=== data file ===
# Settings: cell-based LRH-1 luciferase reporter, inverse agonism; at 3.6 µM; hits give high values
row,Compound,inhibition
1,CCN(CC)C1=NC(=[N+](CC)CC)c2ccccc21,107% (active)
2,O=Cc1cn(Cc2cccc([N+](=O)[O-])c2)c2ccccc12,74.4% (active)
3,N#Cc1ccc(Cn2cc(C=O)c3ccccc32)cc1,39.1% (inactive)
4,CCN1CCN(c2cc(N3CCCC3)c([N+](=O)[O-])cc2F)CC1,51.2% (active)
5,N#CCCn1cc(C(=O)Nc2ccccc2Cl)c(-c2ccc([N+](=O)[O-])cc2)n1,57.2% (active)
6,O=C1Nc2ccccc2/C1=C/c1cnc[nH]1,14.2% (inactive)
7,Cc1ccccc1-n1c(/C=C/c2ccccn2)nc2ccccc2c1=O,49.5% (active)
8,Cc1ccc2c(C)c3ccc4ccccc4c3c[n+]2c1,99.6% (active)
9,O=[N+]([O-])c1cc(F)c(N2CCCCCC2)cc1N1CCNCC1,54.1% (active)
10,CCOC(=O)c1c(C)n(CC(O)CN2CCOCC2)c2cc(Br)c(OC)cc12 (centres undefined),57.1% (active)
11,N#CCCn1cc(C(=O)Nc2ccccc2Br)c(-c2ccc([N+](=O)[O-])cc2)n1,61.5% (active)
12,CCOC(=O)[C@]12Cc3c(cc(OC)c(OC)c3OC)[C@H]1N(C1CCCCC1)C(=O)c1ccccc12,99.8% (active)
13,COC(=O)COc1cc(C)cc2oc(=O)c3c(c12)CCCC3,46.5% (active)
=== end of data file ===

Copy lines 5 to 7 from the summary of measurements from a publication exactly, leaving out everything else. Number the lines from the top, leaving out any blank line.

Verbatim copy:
3,N#Cc1ccc(Cn2cc(C=O)c3ccccc32)cc1,39.1% (inactive)
4,CCN1CCN(c2cc(N3CCCC3)c([N+](=O)[O-])cc2F)CC1,51.2% (active)
5,N#CCCn1cc(C(=O)Nc2ccccc2Cl)c(-c2ccc([N+](=O)[O-])cc2)n1,57.2% (active)